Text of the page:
Some conferences will ask you to book which seminars you want to attend in advance, others have certain sessions or workshops with limited numbers available on a first come first served basis. Make sure you find out if this is the case in advance, and if so, book yourself on the ones you want to attend – or you may end up being disappointed!
Plan which brands you want to speak to
Similarly, most conferences will publish in advance the brands that will be in attendance. Look at the list carefully and decide which ones you most want to speak to and what you would most like to work with them on.
You could even go one better and prepare a mini pitch to give when you meet them! (More about this below.)
Set some goals
You almost certainly won’t be able to do everything, so set yourself some goals – what do you most want to get out of the conference? Are you mostly going for the seminars – if so, what do you most want to learn? Is your main aim to meet up with your blogging friends? Or are you mostly hoping to connect with brands?
If you decide what you are most hoping to get out of a blogging conference ahead of time, it will help you prioritise what’s most important while you are there and mean you are much less likely to be disappointed or feel you have wasted your money.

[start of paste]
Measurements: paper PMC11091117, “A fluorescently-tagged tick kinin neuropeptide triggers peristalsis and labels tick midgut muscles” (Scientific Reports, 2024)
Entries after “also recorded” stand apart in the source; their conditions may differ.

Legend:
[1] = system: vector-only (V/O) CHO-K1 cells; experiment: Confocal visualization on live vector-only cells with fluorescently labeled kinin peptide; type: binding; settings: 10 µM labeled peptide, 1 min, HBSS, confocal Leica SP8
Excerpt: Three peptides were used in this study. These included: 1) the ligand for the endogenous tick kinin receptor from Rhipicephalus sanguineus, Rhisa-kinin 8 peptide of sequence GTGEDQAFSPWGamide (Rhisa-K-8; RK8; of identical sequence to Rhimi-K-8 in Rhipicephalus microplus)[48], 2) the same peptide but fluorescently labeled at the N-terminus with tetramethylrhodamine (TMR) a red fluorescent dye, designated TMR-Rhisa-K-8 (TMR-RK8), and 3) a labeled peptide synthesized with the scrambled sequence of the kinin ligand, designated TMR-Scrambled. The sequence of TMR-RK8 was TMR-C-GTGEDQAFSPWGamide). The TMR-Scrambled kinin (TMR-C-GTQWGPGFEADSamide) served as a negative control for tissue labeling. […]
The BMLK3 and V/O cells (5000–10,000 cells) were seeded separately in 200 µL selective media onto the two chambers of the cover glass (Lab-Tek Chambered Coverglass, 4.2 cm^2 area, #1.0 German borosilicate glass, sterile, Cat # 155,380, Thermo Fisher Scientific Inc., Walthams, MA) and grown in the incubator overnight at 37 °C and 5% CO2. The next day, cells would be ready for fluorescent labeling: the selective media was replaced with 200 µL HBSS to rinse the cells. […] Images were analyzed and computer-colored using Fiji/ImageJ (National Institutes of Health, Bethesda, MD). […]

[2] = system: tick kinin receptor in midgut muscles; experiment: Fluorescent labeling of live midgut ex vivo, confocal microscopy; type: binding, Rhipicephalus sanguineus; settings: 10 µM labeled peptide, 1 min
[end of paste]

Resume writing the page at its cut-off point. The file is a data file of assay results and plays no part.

Follow the #
Most blogging events have a hashtag. Make sure you find out what it is and follow it in the runup to the conference (it will help you make new friends before the event and feel more connected before you go).
Follow the event hashtag during the conference and don’t forget to use it in your social posts too!
During the conference…
You may find walking into a room full of strangers daunting, but bloggers are some of the friendliest people on the planet.
As Mandy Mazliah from Sneaky Veg says, ‘Don’t be scared to say hello to people. Networking with other bloggers is one of the best things about going to a blogging conference.’
Janice Pattie from Farmer’s Girl Kitchen adds, ‘Smile and engage with others, the coffee queue is the perfect place to start asking people where they are from, what they are looking forward to etc.’
Whilst it’s important to smile and be engaging, there’s no need to pretend to be someone you are not – as Vicki Montague from Free From Fairy wisely advises, ‘Be yourself and you’ll find other people like you. Don’t pretend to be someone you’re not!’
Typically, seminars at blogging conferences are fast paced and give out a large amount of information in a short space of time.
Don’t kid yourself that you’ll remember everything or that you’ll wait for the handouts… the very act of writing notes will help you remember more of what the speaker says. It will also allow you to note down any specific actions YOU need to do on YOUR blog (something the handouts are never going to say!).
Also, these days the handouts are generally not physical handouts – typically the speaker will make their slides and/or notes available online – often after the conference is over. Writing your own notes means you can study them in your hotel room later or on the train home.
Besides, often the notes/slides will not include everything the speaker said – just brief notes or bullet points. Writing your own notes will mean you have a record of everything you want to remember from the session.